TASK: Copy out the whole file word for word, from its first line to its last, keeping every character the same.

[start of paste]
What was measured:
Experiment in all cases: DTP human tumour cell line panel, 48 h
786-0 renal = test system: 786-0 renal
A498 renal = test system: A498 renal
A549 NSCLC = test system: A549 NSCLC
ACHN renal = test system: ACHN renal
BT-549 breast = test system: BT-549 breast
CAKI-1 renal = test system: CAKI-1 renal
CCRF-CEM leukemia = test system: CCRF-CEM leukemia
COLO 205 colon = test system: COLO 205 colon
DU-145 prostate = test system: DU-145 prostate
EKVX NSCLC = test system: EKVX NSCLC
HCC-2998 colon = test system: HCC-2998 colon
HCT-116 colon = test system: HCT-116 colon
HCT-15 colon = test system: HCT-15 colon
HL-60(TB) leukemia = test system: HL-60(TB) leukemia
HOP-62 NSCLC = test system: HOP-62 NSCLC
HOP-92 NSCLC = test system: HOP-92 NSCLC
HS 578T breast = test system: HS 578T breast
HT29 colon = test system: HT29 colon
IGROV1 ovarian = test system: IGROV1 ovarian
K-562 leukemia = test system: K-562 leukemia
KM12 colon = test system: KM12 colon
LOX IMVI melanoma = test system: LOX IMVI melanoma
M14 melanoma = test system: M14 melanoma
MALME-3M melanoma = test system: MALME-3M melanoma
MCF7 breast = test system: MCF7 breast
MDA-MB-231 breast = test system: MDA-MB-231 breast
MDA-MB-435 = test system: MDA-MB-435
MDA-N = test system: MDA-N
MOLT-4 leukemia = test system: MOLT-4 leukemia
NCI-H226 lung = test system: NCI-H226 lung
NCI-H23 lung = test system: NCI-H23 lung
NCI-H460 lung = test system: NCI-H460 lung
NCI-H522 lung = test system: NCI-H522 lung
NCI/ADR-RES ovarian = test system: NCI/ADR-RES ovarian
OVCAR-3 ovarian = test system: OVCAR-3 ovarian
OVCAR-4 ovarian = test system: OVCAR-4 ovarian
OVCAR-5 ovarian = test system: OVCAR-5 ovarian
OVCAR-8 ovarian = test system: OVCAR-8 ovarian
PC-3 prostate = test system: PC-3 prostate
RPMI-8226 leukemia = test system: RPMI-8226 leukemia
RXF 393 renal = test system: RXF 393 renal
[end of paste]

What was measured:
Experiment in all cases: DTP human tumour cell line panel, 48 h
786-0 renal = test system: 786-0 renal
A498 renal = test system: A498 renal
A549 NSCLC = test system: A549 NSCLC
ACHN renal = test system: ACHN renal
BT-549 breast = test system: BT-549 breast
CAKI-1 renal = test system: CAKI-1 renal
CCRF-CEM leukemia = test system: CCRF-CEM leukemia
COLO 205 colon = test system: COLO 205 colon
DU-145 prostate = test system: DU-145 prostate
EKVX NSCLC = test system: EKVX NSCLC
HCC-2998 colon = test system: HCC-2998 colon
HCT-116 colon = test system: HCT-116 colon
HCT-15 colon = test system: HCT-15 colon
HL-60(TB) leukemia = test system: HL-60(TB) leukemia
HOP-62 NSCLC = test system: HOP-62 NSCLC
HOP-92 NSCLC = test system: HOP-92 NSCLC
HS 578T breast = test system: HS 578T breast
HT29 colon = test system: HT29 colon
IGROV1 ovarian = test system: IGROV1 ovarian
K-562 leukemia = test system: K-562 leukemia
KM12 colon = test system: KM12 colon
LOX IMVI melanoma = test system: LOX IMVI melanoma
M14 melanoma = test system: M14 melanoma
MALME-3M melanoma = test system: MALME-3M melanoma
MCF7 breast = test system: MCF7 breast
MDA-MB-231 breast = test system: MDA-MB-231 breast
MDA-MB-435 = test system: MDA-MB-435
MDA-N = test system: MDA-N
MOLT-4 leukemia = test system: MOLT-4 leukemia
NCI-H226 lung = test system: NCI-H226 lung
NCI-H23 lung = test system: NCI-H23 lung
NCI-H460 lung = test system: NCI-H460 lung
NCI-H522 lung = test system: NCI-H522 lung
NCI/ADR-RES ovarian = test system: NCI/ADR-RES ovarian
OVCAR-3 ovarian = test system: OVCAR-3 ovarian
OVCAR-4 ovarian = test system: OVCAR-4 ovarian
OVCAR-5 ovarian = test system: OVCAR-5 ovarian
OVCAR-8 ovarian = test system: OVCAR-8 ovarian
PC-3 prostate = test system: PC-3 prostate
RPMI-8226 leukemia = test system: RPMI-8226 leukemia
RXF 393 renal = test system: RXF 393 renal